Located in the shadow of Mount Vesuvius, Herculaneum was an ancient Roman town destroyed by volcanic pyroclastic flows in 79 AD. Its ruins are located in the comune of Ercolano near Naples.
As a UNESCO World Heritage Site, it is famous as one of the few ancient cities that can now be seen in much of its original splendour, as well as for having been lost, along with Pompeii, Stabiae, Oplontis and Boscoreale, in the eruption of Mount Vesuvius in AD 79 that buried it. Unlike Pompeii, the deep pyroclastic material which covered it preserved wooden and other organic-based objects such as roofs, beds, doors, food and even some 300 skeletons which were discovered in recent years along the seashore. It had been thought until then that the town had been evacuated by the inhabitants.
Herculaneum was a wealthier town than Pompeii, possessing an extraordinary density of fine houses with, for example, far more lavish use of coloured marble cladding.
Ancient tradition connected Herculaneum with the name of the Greek hero Heracles, an indication that the city was of Greek origin. In fact, it seems that some forefathers of the Samnite tribes of the Italian mainland founded the first civilization on the site of Herculaneum at the end of the 6th century BC. Soon after, the town came under Greek control and was used as a trading post because of its proximity to the Gulf of Naples. In the 4th century BC, Herculaneum again came under the domination of the Samnites. The city remained under Samnite control until it became a Roman municipium in 89 BC.
The buildings at the site are grouped in blocks (insulae), defined by the intersection of the east-west and north-south streets.
The most famous of the luxurious villas at Herculaneum is the Villa of the Papyri. It was once identified as the magnificent seafront retreat for Lucius Calpurnius Piso Caesoninus, Julius Caesar's father-in-law.The villa stretches down towards the sea in four terraces. Piso, a literate man who patronized poets and philosophers, built a fine library there, the only one to survive intact from antiquity.
The Central Thermae were bath houses built around the first century AD. Bath houses were very common at that time, especially in Pompeii and Herculaneum. Per common practice, there were two different bath areas, one for men and the other for women. These houses were extremely popular, attracting many visitors daily. This cultural hub was also home to several works of art, which can be found in various areas of the Central Thermae site.References:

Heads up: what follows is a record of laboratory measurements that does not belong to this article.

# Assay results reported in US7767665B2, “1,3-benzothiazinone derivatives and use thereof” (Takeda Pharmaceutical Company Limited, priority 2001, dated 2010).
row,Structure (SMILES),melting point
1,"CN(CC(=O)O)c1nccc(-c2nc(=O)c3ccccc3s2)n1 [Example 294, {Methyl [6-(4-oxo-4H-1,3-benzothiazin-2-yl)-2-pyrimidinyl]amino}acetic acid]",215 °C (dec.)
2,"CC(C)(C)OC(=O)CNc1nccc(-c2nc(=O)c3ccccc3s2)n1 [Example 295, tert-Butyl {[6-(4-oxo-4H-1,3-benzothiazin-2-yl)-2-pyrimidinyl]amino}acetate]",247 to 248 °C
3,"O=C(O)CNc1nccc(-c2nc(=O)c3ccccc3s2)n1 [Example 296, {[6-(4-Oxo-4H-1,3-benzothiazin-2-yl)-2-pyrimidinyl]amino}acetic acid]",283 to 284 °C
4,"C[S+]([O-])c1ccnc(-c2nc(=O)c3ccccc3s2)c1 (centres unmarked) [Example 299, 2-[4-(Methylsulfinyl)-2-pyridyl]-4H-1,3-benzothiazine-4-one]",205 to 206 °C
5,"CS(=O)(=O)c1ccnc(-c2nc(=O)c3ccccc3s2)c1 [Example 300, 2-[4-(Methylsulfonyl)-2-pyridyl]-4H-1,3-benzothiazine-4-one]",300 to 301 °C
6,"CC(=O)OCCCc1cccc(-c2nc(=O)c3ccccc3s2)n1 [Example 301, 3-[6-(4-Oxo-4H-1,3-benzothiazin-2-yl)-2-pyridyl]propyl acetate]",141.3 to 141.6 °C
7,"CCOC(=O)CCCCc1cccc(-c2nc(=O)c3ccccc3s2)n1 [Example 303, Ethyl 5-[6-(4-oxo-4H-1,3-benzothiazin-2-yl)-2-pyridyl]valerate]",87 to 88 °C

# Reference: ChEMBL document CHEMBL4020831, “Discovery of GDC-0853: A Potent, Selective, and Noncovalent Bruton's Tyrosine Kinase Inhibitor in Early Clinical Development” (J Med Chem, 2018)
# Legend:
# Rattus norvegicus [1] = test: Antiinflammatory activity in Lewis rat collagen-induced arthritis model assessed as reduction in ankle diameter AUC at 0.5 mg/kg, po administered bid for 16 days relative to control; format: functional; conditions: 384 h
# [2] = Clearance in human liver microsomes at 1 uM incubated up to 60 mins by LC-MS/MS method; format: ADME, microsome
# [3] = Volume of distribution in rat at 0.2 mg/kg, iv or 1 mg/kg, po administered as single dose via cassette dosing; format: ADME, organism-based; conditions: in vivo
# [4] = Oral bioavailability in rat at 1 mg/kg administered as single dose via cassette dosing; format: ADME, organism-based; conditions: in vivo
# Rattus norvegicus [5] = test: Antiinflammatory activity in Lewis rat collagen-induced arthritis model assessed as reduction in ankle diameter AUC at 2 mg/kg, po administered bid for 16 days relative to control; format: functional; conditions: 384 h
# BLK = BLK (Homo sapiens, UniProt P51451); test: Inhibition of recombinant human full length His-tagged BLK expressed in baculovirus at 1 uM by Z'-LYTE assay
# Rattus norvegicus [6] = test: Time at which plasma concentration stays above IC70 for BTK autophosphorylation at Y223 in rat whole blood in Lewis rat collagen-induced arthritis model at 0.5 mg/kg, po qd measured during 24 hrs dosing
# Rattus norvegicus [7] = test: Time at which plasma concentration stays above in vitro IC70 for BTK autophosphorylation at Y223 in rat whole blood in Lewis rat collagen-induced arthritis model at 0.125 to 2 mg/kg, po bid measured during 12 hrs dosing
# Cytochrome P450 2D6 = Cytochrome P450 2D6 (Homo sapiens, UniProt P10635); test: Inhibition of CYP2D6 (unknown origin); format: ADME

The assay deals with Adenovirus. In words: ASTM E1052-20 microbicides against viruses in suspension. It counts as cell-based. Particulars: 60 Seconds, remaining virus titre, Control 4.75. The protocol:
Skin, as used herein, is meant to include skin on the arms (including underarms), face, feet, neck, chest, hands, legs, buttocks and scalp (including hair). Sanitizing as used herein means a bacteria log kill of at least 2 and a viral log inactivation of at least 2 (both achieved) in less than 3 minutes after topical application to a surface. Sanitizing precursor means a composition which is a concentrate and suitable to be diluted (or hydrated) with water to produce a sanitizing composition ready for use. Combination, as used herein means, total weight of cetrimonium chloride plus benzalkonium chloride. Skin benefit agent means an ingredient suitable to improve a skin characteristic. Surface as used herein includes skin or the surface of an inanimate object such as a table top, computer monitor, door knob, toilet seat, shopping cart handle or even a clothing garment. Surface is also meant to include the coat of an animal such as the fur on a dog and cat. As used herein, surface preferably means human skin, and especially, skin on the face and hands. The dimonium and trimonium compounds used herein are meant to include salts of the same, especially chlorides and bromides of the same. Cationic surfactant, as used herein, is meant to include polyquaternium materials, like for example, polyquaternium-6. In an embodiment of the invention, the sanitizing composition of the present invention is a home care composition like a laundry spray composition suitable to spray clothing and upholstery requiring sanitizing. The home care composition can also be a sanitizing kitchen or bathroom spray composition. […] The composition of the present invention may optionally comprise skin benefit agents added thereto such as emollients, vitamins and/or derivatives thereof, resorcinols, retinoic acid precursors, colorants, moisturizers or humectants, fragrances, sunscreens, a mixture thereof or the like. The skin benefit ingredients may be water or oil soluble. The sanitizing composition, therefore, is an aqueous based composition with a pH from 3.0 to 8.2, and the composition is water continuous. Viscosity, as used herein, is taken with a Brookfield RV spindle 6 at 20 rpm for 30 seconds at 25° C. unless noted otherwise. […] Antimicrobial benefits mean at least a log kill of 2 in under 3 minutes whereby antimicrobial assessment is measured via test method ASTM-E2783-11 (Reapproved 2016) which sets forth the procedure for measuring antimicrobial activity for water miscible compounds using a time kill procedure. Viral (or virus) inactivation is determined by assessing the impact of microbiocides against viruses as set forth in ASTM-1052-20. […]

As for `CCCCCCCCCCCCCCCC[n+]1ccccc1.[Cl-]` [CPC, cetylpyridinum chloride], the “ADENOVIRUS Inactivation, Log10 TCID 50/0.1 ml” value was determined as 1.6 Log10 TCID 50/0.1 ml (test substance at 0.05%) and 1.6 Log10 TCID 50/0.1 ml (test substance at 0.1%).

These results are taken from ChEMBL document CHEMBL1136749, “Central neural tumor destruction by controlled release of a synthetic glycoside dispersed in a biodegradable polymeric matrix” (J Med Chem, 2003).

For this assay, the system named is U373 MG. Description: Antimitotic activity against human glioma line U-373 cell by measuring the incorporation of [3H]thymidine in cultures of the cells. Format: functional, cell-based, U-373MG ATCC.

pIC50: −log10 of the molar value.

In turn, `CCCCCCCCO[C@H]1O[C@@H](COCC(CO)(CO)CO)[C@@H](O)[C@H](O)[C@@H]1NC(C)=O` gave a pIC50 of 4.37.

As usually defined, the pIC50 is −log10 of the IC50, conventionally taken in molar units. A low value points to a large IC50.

Fisherman's Bastion is a terrace in neo-Gothic and neo-Romanesque style situated on the Buda bank of the Danube, on the Castle hill in Budapest, around Matthias Church. It was designed and built between 1895 and 1902 on the plans of Frigyes Schulek. Construction of the bastion destabilised the foundations of the neighbouring 13th century Dominican Church which had to be pulled down. Between 1947–48, the son of Frigyes Schulek, János Schulek, conducted the other restoration project after its near destruction during World War II.
From the towers and the terrace a panoramic view exists of Danube, Margaret Island, Pest to the east and the Gellért Hill.
Its seven towers represent the seven Magyar tribes that settled in the Carpathian Basin in 896.
The Bastion takes its name from the guild of fishermen that was responsible for defending this stretch of the city walls in the Middle Ages. It is a viewing terrace, with many stairs and walking paths.
A bronze statue of Stephen I of Hungary mounted on a horse, erected in 1906, can be seen between the Bastion and the Matthias Church. The pedestal was made by Alajos Stróbl, based on the plans of Frigyes Schulek, in Neo-Romanesque style, with episodes illustrating the King's life.